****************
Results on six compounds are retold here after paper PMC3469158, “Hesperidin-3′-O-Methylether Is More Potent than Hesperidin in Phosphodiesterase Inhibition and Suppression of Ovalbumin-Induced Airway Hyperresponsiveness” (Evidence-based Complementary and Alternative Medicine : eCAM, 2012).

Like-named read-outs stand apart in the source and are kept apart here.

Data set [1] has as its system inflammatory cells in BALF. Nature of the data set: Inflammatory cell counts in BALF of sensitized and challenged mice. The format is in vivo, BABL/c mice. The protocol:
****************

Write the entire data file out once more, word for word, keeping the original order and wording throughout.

Results on six compounds are retold here after paper PMC3469158, “Hesperidin-3′-O-Methylether Is More Potent than Hesperidin in Phosphodiesterase Inhibition and Suppression of Ovalbumin-Induced Airway Hyperresponsiveness” (Evidence-based Complementary and Alternative Medicine : eCAM, 2012).

Like-named read-outs stand apart in the source and are kept apart here.

Data set [1] has as its system inflammatory cells in BALF. Nature of the data set: Inflammatory cell counts in BALF of sensitized and challenged mice. The format is in vivo, BABL/c mice. The protocol: